A rather odd argument was that Mike has used the terms  gay  and  bi  interchangeably a few times, so that proves he is gay. I know very few bisexual and transgender people who don’t sometimes do that.  Gay has become a catchall term for BLGT, and since most of society doesn’t treat bisexuals very differently from gays, many of us feel comfortable interchanging the two sometimes.

Another argument was that rumors have said that overall by the end of the show, he had dated more guys than girls.  In the first two episodes, he made out with a girl and a guy. Why is anyone surprised by this? He just came out! He’s been suppressing the side of him that is attracted to men for years, and all those years he’s been able to act on his feelings for women, so naturally he’s going to want to explore the male attractions. When I first came out as bi, I was mainly into women for months. I’d had a 14 year head start on my attraction to men and had barely acted on my attraction to women-I wanted to make up for lost time. Once I got used to the idea of being out, I evened out. I’ve had several other bisexual people tell me they went through something similar, and I suspect that is what Mike went through. This really was not only the first time he was really out, but the first time he had access to a thriving gay community. I would have been surprised if he hadn’t chosen to explore it.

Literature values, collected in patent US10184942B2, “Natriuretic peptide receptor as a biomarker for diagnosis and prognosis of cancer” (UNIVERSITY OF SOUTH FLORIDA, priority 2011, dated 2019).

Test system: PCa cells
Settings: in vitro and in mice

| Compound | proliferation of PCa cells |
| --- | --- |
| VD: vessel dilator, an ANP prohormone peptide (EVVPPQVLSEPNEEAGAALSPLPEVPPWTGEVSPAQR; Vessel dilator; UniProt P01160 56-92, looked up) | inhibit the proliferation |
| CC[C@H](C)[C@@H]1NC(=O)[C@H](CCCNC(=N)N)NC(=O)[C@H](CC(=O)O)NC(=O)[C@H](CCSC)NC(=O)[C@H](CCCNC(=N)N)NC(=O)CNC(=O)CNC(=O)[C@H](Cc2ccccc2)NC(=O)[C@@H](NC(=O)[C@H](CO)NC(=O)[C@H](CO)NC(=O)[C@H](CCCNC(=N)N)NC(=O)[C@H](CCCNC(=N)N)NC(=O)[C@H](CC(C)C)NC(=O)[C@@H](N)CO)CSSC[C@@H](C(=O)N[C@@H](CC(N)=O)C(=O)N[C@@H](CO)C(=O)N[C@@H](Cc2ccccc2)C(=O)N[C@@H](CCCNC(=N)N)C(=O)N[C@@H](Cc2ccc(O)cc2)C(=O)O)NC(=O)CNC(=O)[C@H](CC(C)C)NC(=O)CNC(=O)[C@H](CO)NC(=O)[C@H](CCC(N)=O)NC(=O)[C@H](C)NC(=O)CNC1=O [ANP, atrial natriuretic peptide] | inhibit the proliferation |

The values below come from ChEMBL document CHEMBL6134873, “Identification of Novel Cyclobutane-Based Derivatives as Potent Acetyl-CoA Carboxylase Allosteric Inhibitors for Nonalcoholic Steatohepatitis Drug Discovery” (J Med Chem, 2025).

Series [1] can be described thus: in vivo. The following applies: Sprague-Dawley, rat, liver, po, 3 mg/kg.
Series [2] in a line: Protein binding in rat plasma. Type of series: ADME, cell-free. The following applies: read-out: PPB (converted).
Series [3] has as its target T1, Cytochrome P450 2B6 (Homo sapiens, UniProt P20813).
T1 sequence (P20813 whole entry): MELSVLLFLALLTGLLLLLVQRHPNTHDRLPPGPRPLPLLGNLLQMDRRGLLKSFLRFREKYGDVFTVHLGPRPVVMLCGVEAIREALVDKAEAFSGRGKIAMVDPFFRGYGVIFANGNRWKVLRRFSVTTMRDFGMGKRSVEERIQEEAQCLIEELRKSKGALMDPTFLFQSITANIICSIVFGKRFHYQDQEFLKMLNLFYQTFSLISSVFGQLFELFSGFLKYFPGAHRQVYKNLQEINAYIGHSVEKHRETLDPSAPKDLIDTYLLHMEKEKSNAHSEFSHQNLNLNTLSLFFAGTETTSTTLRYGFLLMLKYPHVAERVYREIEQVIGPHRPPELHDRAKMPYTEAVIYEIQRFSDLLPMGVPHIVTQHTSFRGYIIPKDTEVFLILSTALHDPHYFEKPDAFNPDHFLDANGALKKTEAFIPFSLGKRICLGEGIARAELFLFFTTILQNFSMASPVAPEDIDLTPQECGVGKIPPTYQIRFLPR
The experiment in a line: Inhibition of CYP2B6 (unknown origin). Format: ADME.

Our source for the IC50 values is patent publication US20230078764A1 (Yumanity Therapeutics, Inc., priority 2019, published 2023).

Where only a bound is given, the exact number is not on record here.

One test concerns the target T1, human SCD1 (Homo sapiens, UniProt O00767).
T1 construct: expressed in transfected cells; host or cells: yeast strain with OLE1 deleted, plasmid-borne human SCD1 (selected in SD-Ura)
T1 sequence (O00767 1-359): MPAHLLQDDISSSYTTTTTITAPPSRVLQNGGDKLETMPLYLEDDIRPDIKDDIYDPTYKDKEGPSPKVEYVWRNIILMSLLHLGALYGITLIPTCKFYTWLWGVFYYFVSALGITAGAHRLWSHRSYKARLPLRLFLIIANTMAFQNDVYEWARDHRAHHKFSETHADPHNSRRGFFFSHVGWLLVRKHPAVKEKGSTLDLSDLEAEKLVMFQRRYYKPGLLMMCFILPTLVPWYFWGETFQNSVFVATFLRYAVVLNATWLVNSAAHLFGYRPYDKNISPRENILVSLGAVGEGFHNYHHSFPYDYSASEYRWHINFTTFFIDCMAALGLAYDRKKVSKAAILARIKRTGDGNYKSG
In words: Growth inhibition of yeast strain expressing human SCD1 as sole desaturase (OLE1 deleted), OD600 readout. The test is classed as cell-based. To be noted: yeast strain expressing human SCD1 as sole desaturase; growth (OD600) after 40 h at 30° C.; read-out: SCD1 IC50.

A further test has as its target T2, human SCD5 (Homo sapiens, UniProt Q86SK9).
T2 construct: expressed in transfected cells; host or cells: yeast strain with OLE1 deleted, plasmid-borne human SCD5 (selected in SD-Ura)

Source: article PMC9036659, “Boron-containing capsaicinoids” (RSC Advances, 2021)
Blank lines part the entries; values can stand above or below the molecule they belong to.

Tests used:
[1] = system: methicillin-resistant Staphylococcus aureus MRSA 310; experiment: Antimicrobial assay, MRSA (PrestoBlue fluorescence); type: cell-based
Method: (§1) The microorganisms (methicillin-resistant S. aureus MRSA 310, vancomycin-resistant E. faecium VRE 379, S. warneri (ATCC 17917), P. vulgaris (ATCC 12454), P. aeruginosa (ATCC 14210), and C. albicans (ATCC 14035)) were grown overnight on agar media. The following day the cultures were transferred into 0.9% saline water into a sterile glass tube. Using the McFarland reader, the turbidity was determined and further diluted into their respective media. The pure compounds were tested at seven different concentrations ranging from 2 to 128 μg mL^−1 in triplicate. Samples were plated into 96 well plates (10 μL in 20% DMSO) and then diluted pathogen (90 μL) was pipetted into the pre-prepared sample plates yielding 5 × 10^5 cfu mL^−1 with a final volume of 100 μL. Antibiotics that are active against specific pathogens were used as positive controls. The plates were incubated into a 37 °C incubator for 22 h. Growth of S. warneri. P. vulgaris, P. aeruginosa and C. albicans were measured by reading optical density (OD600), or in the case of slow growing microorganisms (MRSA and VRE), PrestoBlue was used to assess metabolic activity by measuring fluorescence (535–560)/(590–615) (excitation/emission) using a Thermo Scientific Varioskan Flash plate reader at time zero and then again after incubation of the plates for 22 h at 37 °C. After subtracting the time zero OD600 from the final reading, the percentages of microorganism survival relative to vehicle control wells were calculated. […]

Also, Mike could “lean” more toward men, as being bisexual certainly doesn’t have to mean having a “50/50″ attraction (in fact most of us lean one way or the other).  But if he’s still attracted to both sexes-then he’s bi!  (See latest update below to learn more about this, apparently there was “creative editing” going on). Does someone’s “bi card” get revoked because their attractions aren’t always equal? Many people seem to think a “true bisexual” has to be 50/50. Most of us actually tend to lean one way or the other.

People have come up with other terms to describe which way they lean, such as “bi gay”, “bi straight”, “bi queer”, “homoflexible” and “heteroflexible”. While I don’t like to tell anyone how to label themselves, I do think people need to be less afraid to just use the term “bisexual” somewhere in their label. Words can be very powerful.  When the girl he kissed on the show (and apparently slept with behind the scenes) saw him kissing a guy, she was all grossed out and couldn’t believe she had been with a bi guy. I’m pretty sure that reactions like that from women are another reason male bisexuality isn’t popular—who wants to hear that?